The Scottish Parliament’s Justice Committee is backing the creation of a new post for a biometrics commissioner, however they are calling for greater powers to be granted to the position to ensure that personal data is kept safe and privacy is protected.
MSPs on the committee concluded that the need for a biometrics commissioner to oversee the use of the technology and to look after the data gathered was necessary, though they expressed concern that, as it is proposed, the position would not be flexible enough to deal with future methods of biometric surveillance and data collection.
Traditional methods of biometric data collection like the taking of fingerprints are quickly being surpassed by both passive and active facial recognition, both of which are becoming more common throughout the U.K.
In Scotland, passive facial recognition is currently being used in the analysis of images captured by CCTV cameras and their comparison against a U.K.-wide Police National Database. Active facial recognition has yet to be implemented in the country, however Police Scotland has stated they expect to begin trialing the technology once the biometrics commissioner post has been filled.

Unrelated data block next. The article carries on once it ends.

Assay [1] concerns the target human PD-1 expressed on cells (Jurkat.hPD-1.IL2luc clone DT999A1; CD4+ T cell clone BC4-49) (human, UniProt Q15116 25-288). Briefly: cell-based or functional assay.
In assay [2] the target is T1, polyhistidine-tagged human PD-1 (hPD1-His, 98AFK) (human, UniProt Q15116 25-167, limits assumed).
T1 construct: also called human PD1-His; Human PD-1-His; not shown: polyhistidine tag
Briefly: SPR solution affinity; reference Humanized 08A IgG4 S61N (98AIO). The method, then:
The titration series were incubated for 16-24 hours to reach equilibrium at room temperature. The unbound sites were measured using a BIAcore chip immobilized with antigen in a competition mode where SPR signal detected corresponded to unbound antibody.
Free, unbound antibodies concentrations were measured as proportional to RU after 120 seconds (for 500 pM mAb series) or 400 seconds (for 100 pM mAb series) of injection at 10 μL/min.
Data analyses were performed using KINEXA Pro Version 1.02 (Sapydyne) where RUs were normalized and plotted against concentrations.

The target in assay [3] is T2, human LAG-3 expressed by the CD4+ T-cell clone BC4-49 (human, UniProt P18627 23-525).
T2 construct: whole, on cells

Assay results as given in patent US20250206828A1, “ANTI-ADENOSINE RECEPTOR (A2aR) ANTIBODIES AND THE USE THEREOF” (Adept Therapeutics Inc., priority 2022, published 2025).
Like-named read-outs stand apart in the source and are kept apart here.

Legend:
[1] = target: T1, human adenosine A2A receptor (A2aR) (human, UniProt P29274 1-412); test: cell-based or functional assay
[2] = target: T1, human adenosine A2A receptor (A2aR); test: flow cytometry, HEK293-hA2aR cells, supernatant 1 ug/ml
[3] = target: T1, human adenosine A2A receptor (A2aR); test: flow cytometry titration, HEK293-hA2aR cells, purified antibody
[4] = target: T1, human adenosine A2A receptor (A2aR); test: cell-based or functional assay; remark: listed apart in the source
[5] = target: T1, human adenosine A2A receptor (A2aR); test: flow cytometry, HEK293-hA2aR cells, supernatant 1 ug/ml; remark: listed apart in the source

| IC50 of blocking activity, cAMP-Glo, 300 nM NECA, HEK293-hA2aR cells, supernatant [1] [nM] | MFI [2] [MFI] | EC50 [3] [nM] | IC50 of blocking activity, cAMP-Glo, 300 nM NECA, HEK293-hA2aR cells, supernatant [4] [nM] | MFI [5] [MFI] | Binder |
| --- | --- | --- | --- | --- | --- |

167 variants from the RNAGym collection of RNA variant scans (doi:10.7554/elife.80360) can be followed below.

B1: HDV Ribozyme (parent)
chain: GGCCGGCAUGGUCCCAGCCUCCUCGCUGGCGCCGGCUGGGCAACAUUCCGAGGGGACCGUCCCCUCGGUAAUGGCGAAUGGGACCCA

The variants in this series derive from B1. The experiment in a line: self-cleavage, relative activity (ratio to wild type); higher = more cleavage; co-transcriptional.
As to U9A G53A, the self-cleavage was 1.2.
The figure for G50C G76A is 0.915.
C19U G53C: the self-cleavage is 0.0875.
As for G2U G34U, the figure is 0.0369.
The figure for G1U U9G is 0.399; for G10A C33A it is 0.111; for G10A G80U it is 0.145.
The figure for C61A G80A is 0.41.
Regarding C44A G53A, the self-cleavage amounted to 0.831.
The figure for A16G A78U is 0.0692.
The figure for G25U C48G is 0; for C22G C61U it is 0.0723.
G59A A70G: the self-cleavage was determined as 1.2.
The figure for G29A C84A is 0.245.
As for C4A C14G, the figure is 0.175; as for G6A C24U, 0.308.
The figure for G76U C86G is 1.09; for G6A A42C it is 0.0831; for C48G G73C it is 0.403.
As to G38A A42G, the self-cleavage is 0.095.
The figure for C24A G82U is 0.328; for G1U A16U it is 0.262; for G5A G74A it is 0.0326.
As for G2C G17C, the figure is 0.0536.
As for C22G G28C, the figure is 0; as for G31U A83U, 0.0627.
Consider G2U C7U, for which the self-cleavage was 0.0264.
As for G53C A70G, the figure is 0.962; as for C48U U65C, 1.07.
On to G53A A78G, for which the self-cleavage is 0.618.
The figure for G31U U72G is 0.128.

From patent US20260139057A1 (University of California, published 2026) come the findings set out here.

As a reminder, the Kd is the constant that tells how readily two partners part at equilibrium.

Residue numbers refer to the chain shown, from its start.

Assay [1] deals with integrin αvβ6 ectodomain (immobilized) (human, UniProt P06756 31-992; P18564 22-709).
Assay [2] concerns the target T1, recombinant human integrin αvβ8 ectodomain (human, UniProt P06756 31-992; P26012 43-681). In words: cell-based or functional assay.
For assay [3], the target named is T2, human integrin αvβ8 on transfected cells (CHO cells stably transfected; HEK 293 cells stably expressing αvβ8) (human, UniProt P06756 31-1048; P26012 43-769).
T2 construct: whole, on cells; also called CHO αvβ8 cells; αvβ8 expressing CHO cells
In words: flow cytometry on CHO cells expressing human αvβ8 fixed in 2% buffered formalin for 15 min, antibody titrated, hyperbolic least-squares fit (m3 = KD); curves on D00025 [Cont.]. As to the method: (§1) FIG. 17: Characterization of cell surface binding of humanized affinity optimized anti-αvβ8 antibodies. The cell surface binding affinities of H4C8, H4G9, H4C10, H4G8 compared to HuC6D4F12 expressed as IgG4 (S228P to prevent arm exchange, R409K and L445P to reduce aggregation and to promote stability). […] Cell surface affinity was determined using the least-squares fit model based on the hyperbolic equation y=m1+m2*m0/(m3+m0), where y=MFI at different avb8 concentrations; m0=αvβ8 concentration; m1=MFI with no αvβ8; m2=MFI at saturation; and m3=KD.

The committee also said that the commissioner should have oversight over biometric data collected by police forces operating in Scotland such as the British Transport Police and the National Crime Agency, and not just Police Scotland and the Scottish Police Authority as is currently proposed.
“While Members welcome the creation of a biometrics commissioner, the committee has identified some important areas where the legislation needs to be strengthened,” said Justice Committee convener Margaret Mitchell.
“To ensure the commissioner has the necessary teeth and oversight to protect privacy effectively, the committee wants to see stronger enforcement powers and other policing bodies added to the commissioner’s remit before their office is created,” she added.
The use of biometric surveillance technologies by police forces has been a controversial issue in recent months, with some government authorities restricting its use.
December 10, 2019 – by Tony Bitzionis